How many years have you been in the engineering and environmental field? What led you to pursue this career path?
I started my career in environmental consulting in 1990 in Virginia. While at college, I happened to take an Introduction to Geology course, and it satisfied both my scientific left brain and my creative right brain so well that I knew I wanted a career in the geology field. I found the study of geology and people working in the geology field in general to be a great mix of science, nature, and imagination and I wanted to be a part of that.
Describe your road to your college education and what you learned from it.
I was the first woman in my family history to go to college. I didn’t recognize it as a privilege at the time, but my parents sacrificed a lot to send me, my brother, and my sister to college. My road to becoming a geologist and going to college started as early as kindergarten when I used to collect rocks. I used to say, “rocks are my friends.”
Describe a project or other work experience you had that was a “game changer” in your career.
About 8 years into my career, I was working for a well-known regional consulting firm in Portland and there was a project need for a field geologist to work in an extremely remote fishing village in the North Slope of Alaska for three weeks. I was unsure of myself but something inside me told me to take the assignment, even though I was terrified! I was the only woman among a team of geologists, engineers, and chemists working around-the-clock shifts on an oil spill on the tundra. I worked hard and stayed focused, and after a few days, I was recognized as a valuable team member. I came away from that experience with a confidence in myself that I still draw from today.
I think it’s important to understand that any time you push beyond your comfort level in your career, it’s an opportunity to grow and experience! It can happen any time. Even perceived setbacks can become opportunities for positive change. This can happen weekly if you extend yourself to make new connections or understand a new tool or idea.
“Any time you push beyond your comfort level, it’s an opportunity to grow and experience! It can happen any time. Even perceived setbacks can become opportunities for positive change.”
What was the most helpful advice a mentor has shared with you?
I remember the most helpful advice I received was earlier in my career when I worked with a woman colleague who was a botanist. The advice she gave me was actually not verbal at all, it was how she carried and expressed herself as a female working in a male-dominated field. She carried her hand lens on a blue floral ribbon around her neck; she wore earrings and mascara! It helped me to realize that I didn’t need to be self-conscious about just being me and still be taken seriously as a scientist and geologist.
What advice would you give young women or girls thinking about entering this profession?
- Seek out professional groups for women in your field.
- Join LinkedIn and find women professionals in your chosen field. Read their bios, send them a message and ask to join their network.
- Find a mentor in your field, you can have many mentors.
- Seek out other young women your age and discuss your profession, your careers, investments and money, and of course, go and do fun things.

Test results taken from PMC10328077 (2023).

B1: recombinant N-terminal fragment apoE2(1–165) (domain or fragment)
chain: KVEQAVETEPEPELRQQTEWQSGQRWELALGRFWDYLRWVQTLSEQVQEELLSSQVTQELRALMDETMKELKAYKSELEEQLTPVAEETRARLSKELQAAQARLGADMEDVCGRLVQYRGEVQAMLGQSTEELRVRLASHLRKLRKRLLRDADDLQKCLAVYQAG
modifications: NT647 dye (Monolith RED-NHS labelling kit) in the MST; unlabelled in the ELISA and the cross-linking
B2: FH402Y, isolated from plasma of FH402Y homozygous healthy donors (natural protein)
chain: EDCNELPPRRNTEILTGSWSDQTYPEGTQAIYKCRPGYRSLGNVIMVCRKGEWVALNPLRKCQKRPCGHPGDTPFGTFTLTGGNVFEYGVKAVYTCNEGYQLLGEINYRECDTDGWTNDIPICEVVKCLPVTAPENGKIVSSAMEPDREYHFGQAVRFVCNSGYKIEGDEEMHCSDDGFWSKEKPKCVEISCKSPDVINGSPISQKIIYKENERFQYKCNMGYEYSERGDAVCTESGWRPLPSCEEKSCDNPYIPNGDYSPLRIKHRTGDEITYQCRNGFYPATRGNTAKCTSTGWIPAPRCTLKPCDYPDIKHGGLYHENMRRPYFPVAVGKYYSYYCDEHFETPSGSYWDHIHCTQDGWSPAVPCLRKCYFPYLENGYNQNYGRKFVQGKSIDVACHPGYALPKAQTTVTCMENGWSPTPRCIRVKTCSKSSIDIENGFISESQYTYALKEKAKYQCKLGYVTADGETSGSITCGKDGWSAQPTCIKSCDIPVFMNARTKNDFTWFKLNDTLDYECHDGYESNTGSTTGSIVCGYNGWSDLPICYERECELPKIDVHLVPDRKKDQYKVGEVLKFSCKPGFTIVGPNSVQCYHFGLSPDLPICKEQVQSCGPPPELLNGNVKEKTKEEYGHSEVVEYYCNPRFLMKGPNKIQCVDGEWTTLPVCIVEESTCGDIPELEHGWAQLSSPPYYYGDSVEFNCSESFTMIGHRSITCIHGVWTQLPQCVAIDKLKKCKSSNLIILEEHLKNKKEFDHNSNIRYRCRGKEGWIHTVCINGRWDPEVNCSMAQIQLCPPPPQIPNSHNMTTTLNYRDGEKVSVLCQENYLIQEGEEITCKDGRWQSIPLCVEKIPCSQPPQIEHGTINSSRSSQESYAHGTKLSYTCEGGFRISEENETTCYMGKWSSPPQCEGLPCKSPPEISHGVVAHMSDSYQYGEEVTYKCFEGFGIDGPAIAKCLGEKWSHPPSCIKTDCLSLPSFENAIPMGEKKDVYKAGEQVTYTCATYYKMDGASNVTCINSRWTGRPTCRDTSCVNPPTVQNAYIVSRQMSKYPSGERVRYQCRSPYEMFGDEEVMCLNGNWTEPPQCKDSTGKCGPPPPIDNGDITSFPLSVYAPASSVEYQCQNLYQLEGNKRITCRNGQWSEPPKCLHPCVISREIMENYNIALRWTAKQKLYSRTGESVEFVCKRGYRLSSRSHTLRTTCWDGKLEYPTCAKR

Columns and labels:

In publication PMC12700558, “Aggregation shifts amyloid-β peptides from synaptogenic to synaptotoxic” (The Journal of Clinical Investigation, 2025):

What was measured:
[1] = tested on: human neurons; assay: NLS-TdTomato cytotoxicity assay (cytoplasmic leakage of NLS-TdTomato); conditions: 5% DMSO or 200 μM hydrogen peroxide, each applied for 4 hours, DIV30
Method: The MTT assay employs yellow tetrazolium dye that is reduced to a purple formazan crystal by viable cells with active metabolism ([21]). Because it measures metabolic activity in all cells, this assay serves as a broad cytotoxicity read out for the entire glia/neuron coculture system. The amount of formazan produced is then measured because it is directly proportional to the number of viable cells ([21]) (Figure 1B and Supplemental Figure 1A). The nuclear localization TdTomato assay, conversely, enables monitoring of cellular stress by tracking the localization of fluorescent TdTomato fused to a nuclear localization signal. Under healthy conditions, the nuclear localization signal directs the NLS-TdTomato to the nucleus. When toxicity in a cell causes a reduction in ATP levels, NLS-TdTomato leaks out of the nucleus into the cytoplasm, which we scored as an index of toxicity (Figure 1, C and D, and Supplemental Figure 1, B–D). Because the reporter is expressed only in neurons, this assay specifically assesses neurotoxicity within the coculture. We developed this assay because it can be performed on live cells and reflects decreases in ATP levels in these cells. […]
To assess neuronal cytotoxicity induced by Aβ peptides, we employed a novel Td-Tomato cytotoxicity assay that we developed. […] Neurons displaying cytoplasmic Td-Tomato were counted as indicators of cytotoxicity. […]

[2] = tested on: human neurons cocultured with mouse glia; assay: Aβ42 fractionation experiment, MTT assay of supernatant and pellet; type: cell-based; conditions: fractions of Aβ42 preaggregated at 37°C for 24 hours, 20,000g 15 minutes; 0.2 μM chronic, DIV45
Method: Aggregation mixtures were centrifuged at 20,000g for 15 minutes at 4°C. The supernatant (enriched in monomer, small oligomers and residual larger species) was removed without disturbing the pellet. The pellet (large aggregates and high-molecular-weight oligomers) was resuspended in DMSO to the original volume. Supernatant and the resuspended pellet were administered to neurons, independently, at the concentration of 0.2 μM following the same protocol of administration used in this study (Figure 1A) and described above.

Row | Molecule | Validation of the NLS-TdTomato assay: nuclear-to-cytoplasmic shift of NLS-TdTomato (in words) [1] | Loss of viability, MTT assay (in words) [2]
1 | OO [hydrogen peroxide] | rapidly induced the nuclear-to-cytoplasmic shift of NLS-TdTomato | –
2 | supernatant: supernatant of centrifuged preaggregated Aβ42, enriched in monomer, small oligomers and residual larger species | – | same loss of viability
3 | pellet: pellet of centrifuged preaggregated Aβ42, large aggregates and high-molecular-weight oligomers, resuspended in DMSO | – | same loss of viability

- Let’s talk financials: a wise colleague once told me “You might work hard, but your money works harder.” So, my advice to all young people is to start saving earlier and use the benefit of youth and compounding interest to your advantage!
We’ve heard from others in our “Inspiring women in the AEC industry” series that a lot has changed for the better over the past 10 years with respect to gender diversity in the AEC industry. What shifts have you experienced and what additional changes do you hope to see in the future?
When I started out in my career, of course I was young and I didn’t necessarily recognize discrimination by its name. I only recall many moments when I was made to feel less than, or “schooled” by an older male colleague, or laughed at because my male counterparts had never heard of an environmental geologist (“I like to sing, does that make me a singing engineer?!”). Once I moved to the Pacific Northwest in the early 1990s, attitudes about women in the science field were more progressive and I found myself really getting to experience true collaboration with teams of all ages and genders. It was so encouraging, it kept me in the industry.
I have been beyond impressed by both younger women and men entering the environmental consulting industry! They are collaborative, curious, they aim high, and many of the gender barriers I experienced early in my career have been reduced and even eliminated. I hope to see the trend continue where women not only take active leading roles in our field but in other industries as well. We are seeing this happen more every year. I am very impressed with the number and quality of women in leadership roles at H&A. I look forward to seeing more women in leadership roles in the future.
In what other ways would you like to see the industry change over the next decade with respect to diversity in general. Why, in your opinion, are diverse project teams stronger?
Diverse project teams absolutely are stronger! The more diverse, the more perspective, the less chance there will be of a “blind side” and the less chance of missing important details related to a project, a location, or community. Diverse teams mean that there will always be someone on your team who makes a connection with a client that only they can make. One or two people cannot be everything to everyone, especially with clients.
Read more about other Haley & Aldrich women featured in our “Inspiring women in the AEC industry” series:
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